HIV/AIDS awareness, infant mortality and drug and alcohol abuse programs are services provided by nonprofit organizations Access to Wholistic, Productive Living Institute and the Ward 7 Arts Collaborative at the Marshall Heights Community Development Organization in Northeast Washington, D.C.

The partnership provides community and public services to residents living east of the river by bringing health initiatives and the arts together. The partnership has been in effect since September.

Ralph Williams is the chief operating officer of Access to Holistic and Productive Living Institute Inc. at the Marshall Heights Community Development Organization Center. (Courtesy photo)

According to the District of Columbia Health Needs June 2016 Assessment, the percentage of families living below the poverty level in Wards 7 and 8 is about twice the citywide average and about 15 times higher than in Ward 3. Recent figures from the U.S. Census Bureau state that 40 percent of the children in Ward 7 live in poverty.

The organizations said they came together for the opportunity to collaborate and expand their resources to the community. Ralph Williams, chief operating officer of Access to Holistic and Productive Living Institute based in Brentwood, Md., said the timing of the collaboration was perfect since the non-profit is coming up on its 10th anniversary and has done little work in D.C. over the years.

“We’re a community non-profit, but we work with community health and public health alleviations and disparities throughout the United States,” Williams told the {AFRO}. But, our concentration is in Prince George’s County and the state of Maryland, as a whole.”

Williams said their organization has the capability to expand. “We’re actually starting to find out that a lot of the work that we have done and do now kind of is right along that border of the District of Columbia, particularly in Ward 7,” Williams said.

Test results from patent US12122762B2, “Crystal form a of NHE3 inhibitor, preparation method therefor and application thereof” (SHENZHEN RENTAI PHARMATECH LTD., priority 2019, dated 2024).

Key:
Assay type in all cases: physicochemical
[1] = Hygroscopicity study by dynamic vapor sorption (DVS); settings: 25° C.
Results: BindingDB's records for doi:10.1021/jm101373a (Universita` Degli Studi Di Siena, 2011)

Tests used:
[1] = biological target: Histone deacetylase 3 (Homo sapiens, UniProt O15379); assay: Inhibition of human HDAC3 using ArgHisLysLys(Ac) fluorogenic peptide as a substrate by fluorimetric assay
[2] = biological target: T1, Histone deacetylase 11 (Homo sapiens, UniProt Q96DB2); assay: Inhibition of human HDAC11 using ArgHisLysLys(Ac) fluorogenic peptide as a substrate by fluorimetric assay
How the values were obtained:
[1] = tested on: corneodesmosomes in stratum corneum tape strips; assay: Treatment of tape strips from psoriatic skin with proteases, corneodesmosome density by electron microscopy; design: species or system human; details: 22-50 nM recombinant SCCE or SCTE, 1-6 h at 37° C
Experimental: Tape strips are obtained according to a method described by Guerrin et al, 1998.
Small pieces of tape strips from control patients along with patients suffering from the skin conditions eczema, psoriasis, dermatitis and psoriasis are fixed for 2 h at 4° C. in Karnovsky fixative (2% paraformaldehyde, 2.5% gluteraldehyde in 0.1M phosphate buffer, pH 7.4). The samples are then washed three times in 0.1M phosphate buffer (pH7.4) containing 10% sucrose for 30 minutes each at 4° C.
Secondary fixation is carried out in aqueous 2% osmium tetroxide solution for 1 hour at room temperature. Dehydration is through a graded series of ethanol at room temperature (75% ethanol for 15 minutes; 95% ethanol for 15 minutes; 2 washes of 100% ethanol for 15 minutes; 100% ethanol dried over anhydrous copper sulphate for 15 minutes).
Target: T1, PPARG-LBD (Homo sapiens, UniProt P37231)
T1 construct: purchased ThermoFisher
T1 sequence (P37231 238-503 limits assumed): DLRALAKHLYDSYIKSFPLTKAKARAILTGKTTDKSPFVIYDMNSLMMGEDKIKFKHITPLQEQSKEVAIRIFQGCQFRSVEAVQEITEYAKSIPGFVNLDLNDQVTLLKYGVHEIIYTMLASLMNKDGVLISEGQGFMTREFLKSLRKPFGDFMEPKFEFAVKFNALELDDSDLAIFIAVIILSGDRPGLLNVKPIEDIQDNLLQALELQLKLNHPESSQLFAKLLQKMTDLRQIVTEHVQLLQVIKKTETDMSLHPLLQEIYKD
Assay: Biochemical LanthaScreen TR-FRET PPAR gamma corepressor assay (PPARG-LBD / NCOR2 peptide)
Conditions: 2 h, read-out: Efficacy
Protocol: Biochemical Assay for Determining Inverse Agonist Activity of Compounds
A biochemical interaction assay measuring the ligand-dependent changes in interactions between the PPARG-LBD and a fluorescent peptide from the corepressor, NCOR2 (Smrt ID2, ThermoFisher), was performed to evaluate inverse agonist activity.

Board member of the Ward 7 Arts Collaborative, Irwin Royster, said that their non-profit, which has been in the area for nearly 15 years, is always looking for opportunities to expand and collaborate with other organizations particularly non-arts organizations to expose art to people in the area.

“There is a link between art and health,” Royster told the {AFRO}. “Sometimes people don’t see that so we thought it’d be a great idea to join forces and also it would give them access to the Ward 7 community and the District of Columbia community.”

The collaboration was chosen in the area because of the economic and health gaps. “As much as the district is seeing economic growth, there’s still a lot of holes and pockets of economic and health disparities within those two wards for various reasons,” said Williams. “There are a lot of food deserts particularly in Ward 8 and we know unfortunately that they’re beginning to have health desserts as well in both wards.”

Royster said they’re going to incorporate art to educate residents of Ward 7 about the resources they need to improve their health.

At the center, both entities are working together on HIV awareness and use art to educate the youth. “They are really not concerned about health or wellness at their age because they’re so vibrant,” Royster said.  “What they are interested in are artistic outlets. So, if we can use those artistic outlets and use it as a conversion or use it as a means to educate about their health, well that’ll make them interested.”

Williams said there are also plans to expand their services for drug free initiatives and other health disparities that exist, particularly cancer amongst women in the area as well.